Memory workshop as part of the Writing the Watershed literary arts festival

The place is just as important as the characters in a given story; this is how the poet Judith Perst sees it.

“We’re shaped by the places we live in and I think we carry all the places we’ve never been. In a novel or a movie or something like that, I think the place is just as strong a character as any person, ”said Perst, who runs Spirit Wind Studio in Duanesburg.

As part of Writing the Watershed, a literary art festival hosted by the Schoharie River Center in Esperance on Saturday, Perst will be giving a memory workshop focusing on the power of place.

Early in her career, Perst trained as a clinical social worker and worked for BOCES as well as the New Choices Recovery Center. She later studied expressive arts and creativity coaching.

“There was a 20-year period where I really left my creative self in the dust. I was busy and stressed and didn’t do anything with it. Then at mid-life, when [I] was in my mid 40s, it hit me like a freight train and I started writing again, ”said Perst.

Over the years, she has written several books of poetry, including the most recent “Geography of Loss,” which was published by Finishing Line Press earlier this year and traces her family history and lessons learned from loss.

“I just think the connection between creativity and healing is deep. I have seen this happen in the area of ​​drug addiction. I have seen this happen with myself, healing from bad experiences, ”said Perst.

She has taught many workshops over the years and one of the most common challenges people face is the fear of being judged.

“I am not an English teacher. I’m not going to come up with a red pencil and mark your work. . . The first thing is to get it out of your head and your heart and onto the page. If you’re scared you can’t do that, ”said Perst.

During the workshop at the Schoharie River Center, she will give participants writing instructions, including poetry and short prose, then ask them to write for a few minutes at a time. The goal is not to come away with a finished piece but to start something.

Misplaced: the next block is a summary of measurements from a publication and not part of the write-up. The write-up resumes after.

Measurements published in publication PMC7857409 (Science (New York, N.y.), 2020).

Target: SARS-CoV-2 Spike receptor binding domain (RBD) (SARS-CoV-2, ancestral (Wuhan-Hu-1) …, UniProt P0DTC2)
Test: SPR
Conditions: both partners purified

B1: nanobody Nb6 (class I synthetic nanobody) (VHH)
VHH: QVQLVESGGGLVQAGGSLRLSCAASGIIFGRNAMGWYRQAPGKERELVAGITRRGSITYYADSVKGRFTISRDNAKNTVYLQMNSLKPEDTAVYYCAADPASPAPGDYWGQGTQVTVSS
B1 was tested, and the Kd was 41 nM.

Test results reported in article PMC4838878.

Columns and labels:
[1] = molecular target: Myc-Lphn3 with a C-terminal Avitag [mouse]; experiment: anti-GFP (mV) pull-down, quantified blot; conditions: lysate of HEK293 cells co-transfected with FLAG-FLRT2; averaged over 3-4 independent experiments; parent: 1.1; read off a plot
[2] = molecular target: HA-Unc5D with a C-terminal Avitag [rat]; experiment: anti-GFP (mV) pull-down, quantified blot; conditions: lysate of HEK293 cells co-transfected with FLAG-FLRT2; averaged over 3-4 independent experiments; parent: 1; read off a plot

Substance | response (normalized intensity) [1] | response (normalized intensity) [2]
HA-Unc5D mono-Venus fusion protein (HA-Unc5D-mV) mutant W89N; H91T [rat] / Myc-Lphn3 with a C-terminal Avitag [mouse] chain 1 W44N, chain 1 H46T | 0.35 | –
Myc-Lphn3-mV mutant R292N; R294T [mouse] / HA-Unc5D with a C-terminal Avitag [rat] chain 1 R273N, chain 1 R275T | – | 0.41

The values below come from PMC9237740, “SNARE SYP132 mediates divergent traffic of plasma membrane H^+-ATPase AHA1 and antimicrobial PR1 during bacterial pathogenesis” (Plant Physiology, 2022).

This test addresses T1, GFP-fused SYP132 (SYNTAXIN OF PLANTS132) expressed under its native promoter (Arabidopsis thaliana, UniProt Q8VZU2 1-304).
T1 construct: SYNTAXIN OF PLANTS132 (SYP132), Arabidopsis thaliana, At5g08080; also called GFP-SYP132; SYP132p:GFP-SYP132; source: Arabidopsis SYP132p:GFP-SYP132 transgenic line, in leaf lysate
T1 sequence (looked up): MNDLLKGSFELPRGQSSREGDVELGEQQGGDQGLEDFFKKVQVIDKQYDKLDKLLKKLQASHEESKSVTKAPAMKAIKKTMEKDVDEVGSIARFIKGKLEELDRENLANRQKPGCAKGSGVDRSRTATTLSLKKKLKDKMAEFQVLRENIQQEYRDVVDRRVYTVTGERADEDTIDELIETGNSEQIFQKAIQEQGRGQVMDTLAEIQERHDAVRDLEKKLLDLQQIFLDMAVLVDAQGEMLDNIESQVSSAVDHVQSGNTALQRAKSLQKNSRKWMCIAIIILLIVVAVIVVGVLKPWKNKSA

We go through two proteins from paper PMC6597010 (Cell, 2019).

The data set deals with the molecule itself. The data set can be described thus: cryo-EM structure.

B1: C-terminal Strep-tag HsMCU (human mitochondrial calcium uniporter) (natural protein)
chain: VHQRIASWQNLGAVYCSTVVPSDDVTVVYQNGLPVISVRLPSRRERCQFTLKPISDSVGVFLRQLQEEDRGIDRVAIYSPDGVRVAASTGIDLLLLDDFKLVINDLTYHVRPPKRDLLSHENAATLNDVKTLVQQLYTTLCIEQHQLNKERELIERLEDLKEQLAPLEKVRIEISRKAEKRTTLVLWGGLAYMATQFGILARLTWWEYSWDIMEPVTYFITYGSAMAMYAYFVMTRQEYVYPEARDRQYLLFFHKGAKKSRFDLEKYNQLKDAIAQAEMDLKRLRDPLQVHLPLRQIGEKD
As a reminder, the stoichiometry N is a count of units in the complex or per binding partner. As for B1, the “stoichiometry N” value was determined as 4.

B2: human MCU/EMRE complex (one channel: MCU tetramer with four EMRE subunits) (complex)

“Don’t worry if it’s not over, you can work on it later, just pull out something that starts your journey with this coin. Get a first draft there. . . it’s my goal with people is to have them explore for their own experience what the place means to them. In particular, what life in the Schoharie Valley means to them, ”said Perst.

The Power of Place workshop runs from 10 a.m. to 11:30 a.m. on Saturdays at the David Remling Science Laboratory. Tickets cost $ 20 and pre-registration is required.

Beyond the writing workshop, Writing the Watershed will also include a conversation and concert with Sara Milonovich and Reggie Harris from 7 to 8:15 p.m. They will discuss ways in which this place can be an inspiration to writing songs. Milanovich is a local violinist and teacher, and Harris is a local singer-songwriter known for interpreting the global musical narrative.

Tickets cost $ 10 for individuals and $ 20 for families.

Other highlights of the festival include:

  • The Cultural Hall (2047 Burtonville Road) will present Videos of Place, a mini film festival featuring works focused on the place. It will take place from noon to 1 p.m.
  • A panel discussion with former Gazette columnist Sara Foss and geologist John Garver. Entitled “Science, History and Justice: Writing in the Field”, the discussion is expected to take place from 1 pm to 2 pm.
  • From 2 p.m. to 3 p.m., there will be a panel discussion with Eric Ayotte from the Schoharie River Center, Hannah Degarmo (media producer and filmmaker) and Todd DeGarmo (director, Center for Folklife and History, Crandall Public Library) on tell stories through the humanities and digital media environment.
  • At 3:00 pm, there will be a presentation by the curator for the exhibition: “After the Storms: 10 Years and Over 36,000 Volunteers Later” with Ellen McHale, New York Folklore and Lillian Spina-Caza, media producer.

For tickets and more information, visit schoharierivercenter.org.

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